The interior is both sublime and ridiculous too. It is home to the world’s first Armani Hotel, which also opened in 2010 ahead, even, of the Milanese mothership. Everything inside has been personally approved by Giorgio Armani, so perhaps unsurprisingly much of it feels like walking around inside a vast, slightly sterile suit. After a slow start, business is pretty good these days, with a range of restaurants finally winning critics over and an occupancy level that may even make it profitable. At New Year, when as many as 1.7 million people gather to see the Burj Khalifa’s fireworks, the Armani Hotel offers front-row seats.
Of the 163 floors inside, the hotel takes up most of the bottom 39. Many of the rest are reserved for private residences and office buildings. It’s hard to say how much of it is full, though the last official release said 80 percent of the apartments were occupied (two-bedrooms start from around $7,000 per month). The occupancy figures for office space are unknown, but thought to be considerably lower.
But there are still all those records, like Atmosphere, on the 122nd, which remains the world’s highest restaurant. The lift to get up there is one of the world’s fastest and travels the longest uninterrupted distance, and even though it blasts you with Burj propaganda on the way up and down, it’s hard not to be impressed.
Records only exist to be broken, however, and many which were set in the beginning have since been smashed. The 76th floor had the world’s highest swimming pool, until it was usurped by a Ritz-Carlton in Hong Kong, which built one on their 118t. It is, as they say, tough at the top.
Quite inexplicably, when it came to arranging a viewing deck inside the world’s tallest building, no records were set, at least not initially. When the At the Top viewing deck opened with the rest of the building five years ago it was not the world’s highest, despite being situated 452m above the ground. It was very obviously not at the top, either. This was the same kind of head-scratching oversight that saw the Burj Khalifa/Dubai Mall metro station built, as though by accident, an entire kilometre away from either destination.
Nonetheless, At the Top opened with great fanfare in 2010, only to close again within a few weeks. Officially there was a problem with lifts; the rumour mill insisted that the building’s developer, Emaar, hadn’t got its house in order, despite the Abu Dhabi billions, and some contractual dispute or other saw it closed off. Whatever the truth, the world’s second highest observation deck reopened a few months later and has been overwhelming popular ever since.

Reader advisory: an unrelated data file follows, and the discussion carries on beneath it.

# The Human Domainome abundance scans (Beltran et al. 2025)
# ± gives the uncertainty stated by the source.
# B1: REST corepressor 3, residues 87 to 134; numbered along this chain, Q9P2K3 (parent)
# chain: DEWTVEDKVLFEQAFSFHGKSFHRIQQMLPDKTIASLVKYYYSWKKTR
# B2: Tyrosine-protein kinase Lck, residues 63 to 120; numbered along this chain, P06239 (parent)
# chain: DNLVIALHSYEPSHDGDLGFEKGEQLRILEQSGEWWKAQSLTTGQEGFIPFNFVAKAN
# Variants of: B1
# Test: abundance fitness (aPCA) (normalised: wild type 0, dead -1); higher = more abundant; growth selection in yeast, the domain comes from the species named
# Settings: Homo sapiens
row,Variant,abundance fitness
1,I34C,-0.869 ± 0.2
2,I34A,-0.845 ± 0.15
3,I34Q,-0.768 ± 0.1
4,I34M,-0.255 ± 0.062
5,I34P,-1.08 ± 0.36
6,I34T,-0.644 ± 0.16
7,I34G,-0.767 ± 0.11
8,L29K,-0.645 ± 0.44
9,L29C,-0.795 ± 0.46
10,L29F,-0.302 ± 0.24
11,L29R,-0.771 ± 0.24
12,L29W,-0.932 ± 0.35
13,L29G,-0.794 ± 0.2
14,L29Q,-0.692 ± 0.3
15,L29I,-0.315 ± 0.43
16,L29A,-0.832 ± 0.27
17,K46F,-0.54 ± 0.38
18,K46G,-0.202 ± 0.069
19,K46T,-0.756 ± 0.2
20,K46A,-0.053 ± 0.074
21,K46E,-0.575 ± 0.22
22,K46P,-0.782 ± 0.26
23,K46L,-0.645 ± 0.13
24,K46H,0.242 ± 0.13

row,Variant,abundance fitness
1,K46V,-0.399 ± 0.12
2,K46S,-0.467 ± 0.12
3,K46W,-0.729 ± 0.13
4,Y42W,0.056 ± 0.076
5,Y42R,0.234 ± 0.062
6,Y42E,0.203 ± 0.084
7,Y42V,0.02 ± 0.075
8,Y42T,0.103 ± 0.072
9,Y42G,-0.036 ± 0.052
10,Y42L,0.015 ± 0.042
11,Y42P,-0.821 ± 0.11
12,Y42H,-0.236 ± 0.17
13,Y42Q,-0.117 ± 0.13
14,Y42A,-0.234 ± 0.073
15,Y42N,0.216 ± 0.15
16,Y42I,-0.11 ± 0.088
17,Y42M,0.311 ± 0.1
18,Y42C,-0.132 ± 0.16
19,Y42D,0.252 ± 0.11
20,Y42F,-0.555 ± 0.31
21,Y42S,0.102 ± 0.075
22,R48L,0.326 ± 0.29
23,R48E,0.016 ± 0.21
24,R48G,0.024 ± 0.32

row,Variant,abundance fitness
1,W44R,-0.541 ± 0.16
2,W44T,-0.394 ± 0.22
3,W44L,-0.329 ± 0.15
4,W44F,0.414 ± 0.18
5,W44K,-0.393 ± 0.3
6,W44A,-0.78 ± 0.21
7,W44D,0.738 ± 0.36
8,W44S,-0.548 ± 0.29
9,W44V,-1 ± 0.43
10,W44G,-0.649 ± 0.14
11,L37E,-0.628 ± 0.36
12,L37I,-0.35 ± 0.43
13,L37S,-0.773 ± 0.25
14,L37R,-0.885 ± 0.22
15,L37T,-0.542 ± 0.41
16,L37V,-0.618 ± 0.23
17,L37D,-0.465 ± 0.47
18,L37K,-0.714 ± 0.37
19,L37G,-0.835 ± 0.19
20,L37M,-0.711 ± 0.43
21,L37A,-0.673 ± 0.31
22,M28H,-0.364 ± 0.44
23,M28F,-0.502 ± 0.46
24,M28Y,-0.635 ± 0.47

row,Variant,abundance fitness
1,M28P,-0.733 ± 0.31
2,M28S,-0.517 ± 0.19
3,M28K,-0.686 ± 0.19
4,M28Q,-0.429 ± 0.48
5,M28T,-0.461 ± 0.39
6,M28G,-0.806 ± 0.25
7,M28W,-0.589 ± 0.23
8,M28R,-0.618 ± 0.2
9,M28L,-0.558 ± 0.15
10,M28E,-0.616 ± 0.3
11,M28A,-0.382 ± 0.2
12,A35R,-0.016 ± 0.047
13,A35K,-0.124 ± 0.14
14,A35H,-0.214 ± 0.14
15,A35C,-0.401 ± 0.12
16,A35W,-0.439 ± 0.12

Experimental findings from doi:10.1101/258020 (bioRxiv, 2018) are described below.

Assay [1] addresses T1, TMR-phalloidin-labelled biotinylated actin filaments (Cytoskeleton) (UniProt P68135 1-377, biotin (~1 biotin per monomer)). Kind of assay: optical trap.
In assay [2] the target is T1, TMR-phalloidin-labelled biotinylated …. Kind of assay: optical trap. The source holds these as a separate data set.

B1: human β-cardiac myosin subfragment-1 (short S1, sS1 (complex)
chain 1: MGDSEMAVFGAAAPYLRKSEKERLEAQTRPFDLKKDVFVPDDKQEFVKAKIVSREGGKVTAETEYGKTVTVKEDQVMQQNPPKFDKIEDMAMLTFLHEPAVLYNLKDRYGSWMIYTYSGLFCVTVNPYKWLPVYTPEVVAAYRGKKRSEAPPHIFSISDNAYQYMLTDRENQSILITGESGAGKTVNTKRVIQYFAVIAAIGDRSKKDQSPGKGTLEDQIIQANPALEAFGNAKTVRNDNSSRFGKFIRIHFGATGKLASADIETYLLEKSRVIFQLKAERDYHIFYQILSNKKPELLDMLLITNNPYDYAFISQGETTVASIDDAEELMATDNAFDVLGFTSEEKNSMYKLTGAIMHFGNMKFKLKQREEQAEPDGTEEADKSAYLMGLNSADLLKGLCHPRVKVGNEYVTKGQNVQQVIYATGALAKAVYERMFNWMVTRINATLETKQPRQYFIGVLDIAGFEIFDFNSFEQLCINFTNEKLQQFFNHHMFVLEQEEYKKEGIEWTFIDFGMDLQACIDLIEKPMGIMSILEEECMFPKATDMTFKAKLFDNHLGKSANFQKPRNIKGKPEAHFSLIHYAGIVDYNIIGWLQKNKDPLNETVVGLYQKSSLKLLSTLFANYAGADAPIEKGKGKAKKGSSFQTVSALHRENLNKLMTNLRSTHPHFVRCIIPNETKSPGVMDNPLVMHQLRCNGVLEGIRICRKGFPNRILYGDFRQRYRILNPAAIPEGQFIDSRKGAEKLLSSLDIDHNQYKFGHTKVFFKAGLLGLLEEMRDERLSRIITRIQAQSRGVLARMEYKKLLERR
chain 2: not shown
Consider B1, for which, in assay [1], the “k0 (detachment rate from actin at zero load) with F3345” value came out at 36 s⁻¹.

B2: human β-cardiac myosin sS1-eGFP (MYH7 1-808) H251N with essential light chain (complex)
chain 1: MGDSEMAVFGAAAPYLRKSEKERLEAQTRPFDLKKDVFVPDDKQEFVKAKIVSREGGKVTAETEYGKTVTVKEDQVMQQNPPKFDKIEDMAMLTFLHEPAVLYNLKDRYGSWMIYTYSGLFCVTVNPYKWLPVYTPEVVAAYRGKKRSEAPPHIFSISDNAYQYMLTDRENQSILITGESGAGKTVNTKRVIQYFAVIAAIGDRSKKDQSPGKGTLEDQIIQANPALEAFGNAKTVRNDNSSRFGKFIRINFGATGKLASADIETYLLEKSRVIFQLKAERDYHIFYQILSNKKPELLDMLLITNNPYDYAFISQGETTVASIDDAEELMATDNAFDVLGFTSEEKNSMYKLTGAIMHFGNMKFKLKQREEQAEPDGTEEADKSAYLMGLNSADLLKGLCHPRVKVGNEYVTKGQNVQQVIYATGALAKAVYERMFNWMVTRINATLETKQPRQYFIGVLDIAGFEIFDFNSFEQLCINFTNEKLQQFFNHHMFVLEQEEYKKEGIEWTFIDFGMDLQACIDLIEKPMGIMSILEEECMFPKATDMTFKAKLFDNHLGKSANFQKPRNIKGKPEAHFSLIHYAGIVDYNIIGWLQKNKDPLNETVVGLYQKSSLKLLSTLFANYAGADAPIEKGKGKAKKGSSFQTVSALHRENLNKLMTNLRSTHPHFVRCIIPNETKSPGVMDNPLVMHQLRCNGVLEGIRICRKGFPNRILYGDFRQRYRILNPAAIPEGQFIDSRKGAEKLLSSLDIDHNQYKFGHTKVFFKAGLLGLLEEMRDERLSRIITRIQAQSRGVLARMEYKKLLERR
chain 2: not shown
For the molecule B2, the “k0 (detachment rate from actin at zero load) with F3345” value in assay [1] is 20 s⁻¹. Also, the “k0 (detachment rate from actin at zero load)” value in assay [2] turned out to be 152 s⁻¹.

It took until October last year for the Burj Khalifa to finally break the record by opening At The Top Sky on the 148th floor. It’s not really at the top either – that’s still over 250m away – but I suppose you could say it genuinely is in the sky. And again, whatever cynicism I have for it and the shop “at the top” and the other shop at the bottom and its stupidly inaccurate name… All of that contempt gets blown away whenever I go up there.
Unless migrating, most birds don’t bother to fly this high. They say that if you time it right, you can see the sunset at ground level, then shoot up here and see it again from a different angle. Look to the south west and you can see the Burj al Arab, Dubai’s other major icon, and further still, the lofty towers of the Marina. On a clear day, people may be looking back at you from as far as 95km away.
Just below, cars are reduced to the size of termites and humans are only discernable when casting a significant shadow. The only time you’re likely to have seen anything like this before is during the final approach to an airport, when the views and photo opportunities fall through your fingers like running water. From the observation deck you can take your time to watch the world go by as though resting on a cloud, peering into the lives of millions of others, seeing their plans and their hopes, their achievements and their failures.
Will any of it last? Do these things ever? Ozymandias again comes to mind – it doesn’t take much to imagine the Burj Khalifa as one of the poem’s “vast, trunkless legs of stone”. And looking across Dubai, with its dozens of abandoned half-finished buildings from the financial crisis, Shelley’s message about the folly of man and mercilessness of time seems to hang over the city. Beyond, the desert starts immediately and lasts forever, “boundless and bare, the lone and level sands stretch far away.”
A version of this piece was published in Fairfax’s Traveller in March 2015.